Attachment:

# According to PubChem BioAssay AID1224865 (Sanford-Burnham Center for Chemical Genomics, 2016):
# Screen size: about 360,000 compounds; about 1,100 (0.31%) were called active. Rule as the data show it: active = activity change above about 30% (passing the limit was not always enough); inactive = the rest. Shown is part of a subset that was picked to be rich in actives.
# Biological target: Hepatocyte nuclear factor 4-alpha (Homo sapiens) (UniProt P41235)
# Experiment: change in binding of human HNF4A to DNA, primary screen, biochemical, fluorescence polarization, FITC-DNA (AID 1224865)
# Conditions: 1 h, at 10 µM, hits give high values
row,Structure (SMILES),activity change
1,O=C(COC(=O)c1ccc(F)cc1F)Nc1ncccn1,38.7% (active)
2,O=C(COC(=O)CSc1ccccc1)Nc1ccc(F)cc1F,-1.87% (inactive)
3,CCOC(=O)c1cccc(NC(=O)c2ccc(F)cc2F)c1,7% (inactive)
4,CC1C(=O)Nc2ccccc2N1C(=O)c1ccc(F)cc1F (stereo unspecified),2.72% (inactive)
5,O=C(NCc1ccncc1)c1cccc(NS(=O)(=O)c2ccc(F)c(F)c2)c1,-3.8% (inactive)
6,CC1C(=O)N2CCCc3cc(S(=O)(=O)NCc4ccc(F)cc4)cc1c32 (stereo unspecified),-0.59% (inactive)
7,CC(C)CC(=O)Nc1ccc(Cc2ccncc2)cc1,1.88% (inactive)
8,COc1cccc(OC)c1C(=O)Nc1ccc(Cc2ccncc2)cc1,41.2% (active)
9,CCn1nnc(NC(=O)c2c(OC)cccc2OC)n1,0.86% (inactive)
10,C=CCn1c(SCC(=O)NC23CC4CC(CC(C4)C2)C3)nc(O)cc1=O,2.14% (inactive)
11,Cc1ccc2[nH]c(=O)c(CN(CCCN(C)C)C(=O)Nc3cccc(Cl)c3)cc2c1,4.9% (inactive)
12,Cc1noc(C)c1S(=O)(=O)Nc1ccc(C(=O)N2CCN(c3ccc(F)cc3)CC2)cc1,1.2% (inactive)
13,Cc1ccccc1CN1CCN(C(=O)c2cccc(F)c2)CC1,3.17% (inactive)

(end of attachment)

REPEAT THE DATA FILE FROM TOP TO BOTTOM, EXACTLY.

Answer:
# According to PubChem BioAssay AID1224865 (Sanford-Burnham Center for Chemical Genomics, 2016):
# Screen size: about 360,000 compounds; about 1,100 (0.31%) were called active. Rule as the data show it: active = activity change above about 30% (passing the limit was not always enough); inactive = the rest. Shown is part of a subset that was picked to be rich in actives.
# Biological target: Hepatocyte nuclear factor 4-alpha (Homo sapiens) (UniProt P41235)
# Experiment: change in binding of human HNF4A to DNA, primary screen, biochemical, fluorescence polarization, FITC-DNA (AID 1224865)
# Conditions: 1 h, at 10 µM, hits give high values
row,Structure (SMILES),activity change
1,O=C(COC(=O)c1ccc(F)cc1F)Nc1ncccn1,38.7% (active)
2,O=C(COC(=O)CSc1ccccc1)Nc1ccc(F)cc1F,-1.87% (inactive)
3,CCOC(=O)c1cccc(NC(=O)c2ccc(F)cc2F)c1,7% (inactive)
4,CC1C(=O)Nc2ccccc2N1C(=O)c1ccc(F)cc1F (stereo unspecified),2.72% (inactive)
5,O=C(NCc1ccncc1)c1cccc(NS(=O)(=O)c2ccc(F)c(F)c2)c1,-3.8% (inactive)
6,CC1C(=O)N2CCCc3cc(S(=O)(=O)NCc4ccc(F)cc4)cc1c32 (stereo unspecified),-0.59% (inactive)
7,CC(C)CC(=O)Nc1ccc(Cc2ccncc2)cc1,1.88% (inactive)
8,COc1cccc(OC)c1C(=O)Nc1ccc(Cc2ccncc2)cc1,41.2% (active)
9,CCn1nnc(NC(=O)c2c(OC)cccc2OC)n1,0.86% (inactive)
10,C=CCn1c(SCC(=O)NC23CC4CC(CC(C4)C2)C3)nc(O)cc1=O,2.14% (inactive)
11,Cc1ccc2[nH]c(=O)c(CN(CCCN(C)C)C(=O)Nc3cccc(Cl)c3)cc2c1,4.9% (inactive)
12,Cc1noc(C)c1S(=O)(=O)Nc1ccc(C(=O)N2CCN(c3ccc(F)cc3)CC2)cc1,1.2% (inactive)
13,Cc1ccccc1CN1CCN(C(=O)c2cccc(F)c2)CC1,3.17% (inactive)